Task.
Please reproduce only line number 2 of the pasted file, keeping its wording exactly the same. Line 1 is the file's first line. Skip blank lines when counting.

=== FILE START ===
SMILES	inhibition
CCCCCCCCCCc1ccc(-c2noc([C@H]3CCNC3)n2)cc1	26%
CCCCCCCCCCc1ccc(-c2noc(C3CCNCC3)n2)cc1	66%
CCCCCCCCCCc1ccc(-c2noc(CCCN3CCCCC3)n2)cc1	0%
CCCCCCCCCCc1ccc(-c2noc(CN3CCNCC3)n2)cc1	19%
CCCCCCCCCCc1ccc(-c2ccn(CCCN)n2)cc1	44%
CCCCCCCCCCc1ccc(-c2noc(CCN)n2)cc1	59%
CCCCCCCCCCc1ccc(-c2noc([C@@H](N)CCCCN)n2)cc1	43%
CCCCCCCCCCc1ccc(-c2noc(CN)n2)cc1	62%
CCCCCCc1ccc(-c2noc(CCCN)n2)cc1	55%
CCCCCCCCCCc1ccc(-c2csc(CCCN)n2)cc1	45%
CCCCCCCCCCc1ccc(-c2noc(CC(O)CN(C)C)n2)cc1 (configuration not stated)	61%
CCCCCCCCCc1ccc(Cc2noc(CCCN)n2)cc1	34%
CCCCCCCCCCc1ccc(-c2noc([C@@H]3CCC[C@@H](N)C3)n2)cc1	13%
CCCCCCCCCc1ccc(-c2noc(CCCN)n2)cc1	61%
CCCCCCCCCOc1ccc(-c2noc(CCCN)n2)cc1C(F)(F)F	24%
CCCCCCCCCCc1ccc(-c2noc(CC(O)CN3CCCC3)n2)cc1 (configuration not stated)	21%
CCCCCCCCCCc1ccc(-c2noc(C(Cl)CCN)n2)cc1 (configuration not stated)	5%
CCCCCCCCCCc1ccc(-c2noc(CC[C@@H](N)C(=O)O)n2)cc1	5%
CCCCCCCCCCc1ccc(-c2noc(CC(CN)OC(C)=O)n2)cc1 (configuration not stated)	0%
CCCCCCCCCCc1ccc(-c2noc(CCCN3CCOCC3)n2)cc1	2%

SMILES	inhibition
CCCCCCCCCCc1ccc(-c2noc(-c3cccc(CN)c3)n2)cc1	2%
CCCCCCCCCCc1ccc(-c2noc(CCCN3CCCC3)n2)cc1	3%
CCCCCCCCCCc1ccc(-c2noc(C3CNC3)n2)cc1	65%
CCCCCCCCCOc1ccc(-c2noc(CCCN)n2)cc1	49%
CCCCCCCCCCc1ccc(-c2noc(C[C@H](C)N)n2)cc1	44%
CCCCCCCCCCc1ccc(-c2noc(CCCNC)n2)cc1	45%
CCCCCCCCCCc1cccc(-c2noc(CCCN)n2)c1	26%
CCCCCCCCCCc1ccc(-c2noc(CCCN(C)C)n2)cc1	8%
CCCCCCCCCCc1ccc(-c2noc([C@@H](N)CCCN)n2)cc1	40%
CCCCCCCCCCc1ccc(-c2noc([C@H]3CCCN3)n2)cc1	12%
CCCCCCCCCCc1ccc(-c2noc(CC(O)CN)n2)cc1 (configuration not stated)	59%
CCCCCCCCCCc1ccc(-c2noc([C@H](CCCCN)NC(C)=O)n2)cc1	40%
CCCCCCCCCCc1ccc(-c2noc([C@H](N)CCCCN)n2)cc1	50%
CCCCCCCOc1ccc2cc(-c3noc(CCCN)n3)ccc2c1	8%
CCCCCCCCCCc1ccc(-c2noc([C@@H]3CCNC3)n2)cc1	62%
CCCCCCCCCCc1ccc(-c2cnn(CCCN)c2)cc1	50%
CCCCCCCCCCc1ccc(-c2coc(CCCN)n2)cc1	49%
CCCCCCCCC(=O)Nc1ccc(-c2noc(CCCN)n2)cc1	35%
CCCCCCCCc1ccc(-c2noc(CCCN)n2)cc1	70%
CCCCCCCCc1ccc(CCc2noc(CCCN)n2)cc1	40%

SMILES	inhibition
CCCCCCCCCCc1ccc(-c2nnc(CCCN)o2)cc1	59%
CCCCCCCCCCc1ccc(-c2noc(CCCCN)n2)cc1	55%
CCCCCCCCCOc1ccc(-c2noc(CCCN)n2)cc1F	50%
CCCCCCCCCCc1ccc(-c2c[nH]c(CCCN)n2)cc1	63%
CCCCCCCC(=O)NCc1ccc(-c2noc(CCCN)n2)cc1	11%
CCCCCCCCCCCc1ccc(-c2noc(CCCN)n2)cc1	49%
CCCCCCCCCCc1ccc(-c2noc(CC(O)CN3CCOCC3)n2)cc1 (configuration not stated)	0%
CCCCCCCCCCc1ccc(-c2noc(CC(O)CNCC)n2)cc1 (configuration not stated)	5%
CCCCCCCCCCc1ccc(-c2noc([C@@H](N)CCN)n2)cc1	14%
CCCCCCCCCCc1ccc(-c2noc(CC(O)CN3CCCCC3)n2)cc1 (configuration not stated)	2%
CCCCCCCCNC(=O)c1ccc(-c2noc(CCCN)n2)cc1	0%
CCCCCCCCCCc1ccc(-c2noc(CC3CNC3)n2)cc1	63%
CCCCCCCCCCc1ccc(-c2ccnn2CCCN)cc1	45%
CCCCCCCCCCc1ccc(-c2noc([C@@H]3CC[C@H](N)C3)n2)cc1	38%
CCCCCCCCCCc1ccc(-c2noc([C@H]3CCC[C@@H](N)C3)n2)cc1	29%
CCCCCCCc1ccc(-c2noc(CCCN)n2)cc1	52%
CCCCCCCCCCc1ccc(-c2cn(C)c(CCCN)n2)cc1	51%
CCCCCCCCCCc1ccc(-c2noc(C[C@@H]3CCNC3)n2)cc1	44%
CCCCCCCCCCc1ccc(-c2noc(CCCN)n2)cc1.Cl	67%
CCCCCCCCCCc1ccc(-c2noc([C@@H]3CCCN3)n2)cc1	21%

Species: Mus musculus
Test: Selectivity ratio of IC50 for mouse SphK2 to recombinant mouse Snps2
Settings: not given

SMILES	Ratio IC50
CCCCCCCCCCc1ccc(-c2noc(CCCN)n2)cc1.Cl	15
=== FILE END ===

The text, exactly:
CCCCCCCCCCc1ccc(-c2noc([C@H]3CCNC3)n2)cc1	26%